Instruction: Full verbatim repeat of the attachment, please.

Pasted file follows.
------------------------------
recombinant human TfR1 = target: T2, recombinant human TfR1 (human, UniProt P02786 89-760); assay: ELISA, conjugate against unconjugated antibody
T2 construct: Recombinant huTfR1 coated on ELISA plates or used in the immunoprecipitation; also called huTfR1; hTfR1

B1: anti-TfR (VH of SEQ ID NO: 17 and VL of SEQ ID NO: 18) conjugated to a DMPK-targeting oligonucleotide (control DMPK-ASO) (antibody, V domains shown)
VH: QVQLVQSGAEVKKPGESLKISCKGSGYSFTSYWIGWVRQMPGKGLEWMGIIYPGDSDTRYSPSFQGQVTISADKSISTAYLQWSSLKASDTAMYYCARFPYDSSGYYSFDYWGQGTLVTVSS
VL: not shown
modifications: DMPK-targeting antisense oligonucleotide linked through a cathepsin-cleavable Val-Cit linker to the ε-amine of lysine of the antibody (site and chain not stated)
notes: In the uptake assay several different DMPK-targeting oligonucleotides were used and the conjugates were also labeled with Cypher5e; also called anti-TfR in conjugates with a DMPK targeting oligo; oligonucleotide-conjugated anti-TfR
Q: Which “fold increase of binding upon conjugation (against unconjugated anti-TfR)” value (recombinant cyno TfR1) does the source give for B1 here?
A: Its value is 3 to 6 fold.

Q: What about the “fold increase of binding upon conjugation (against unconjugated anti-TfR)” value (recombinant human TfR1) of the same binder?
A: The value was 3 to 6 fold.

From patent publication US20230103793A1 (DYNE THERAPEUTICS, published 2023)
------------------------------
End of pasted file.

recombinant human TfR1 = target: T2, recombinant human TfR1 (human, UniProt P02786 89-760); assay: ELISA, conjugate against unconjugated antibody
T2 construct: Recombinant huTfR1 coated on ELISA plates or used in the immunoprecipitation; also called huTfR1; hTfR1

B1: anti-TfR (VH of SEQ ID NO: 17 and VL of SEQ ID NO: 18) conjugated to a DMPK-targeting oligonucleotide (control DMPK-ASO) (antibody, V domains shown)
VH: QVQLVQSGAEVKKPGESLKISCKGSGYSFTSYWIGWVRQMPGKGLEWMGIIYPGDSDTRYSPSFQGQVTISADKSISTAYLQWSSLKASDTAMYYCARFPYDSSGYYSFDYWGQGTLVTVSS
VL: not shown
modifications: DMPK-targeting antisense oligonucleotide linked through a cathepsin-cleavable Val-Cit linker to the ε-amine of lysine of the antibody (site and chain not stated)
notes: In the uptake assay several different DMPK-targeting oligonucleotides were used and the conjugates were also labeled with Cypher5e; also called anti-TfR in conjugates with a DMPK targeting oligo; oligonucleotide-conjugated anti-TfR
Q: Which “fold increase of binding upon conjugation (against unconjugated anti-TfR)” value (recombinant cyno TfR1) does the source give for B1 here?
A: Its value is 3 to 6 fold.

Q: What about the “fold increase of binding upon conjugation (against unconjugated anti-TfR)” value (recombinant human TfR1) of the same binder?
A: The value was 3 to 6 fold.

From patent publication US20230103793A1 (DYNE THERAPEUTICS, published 2023)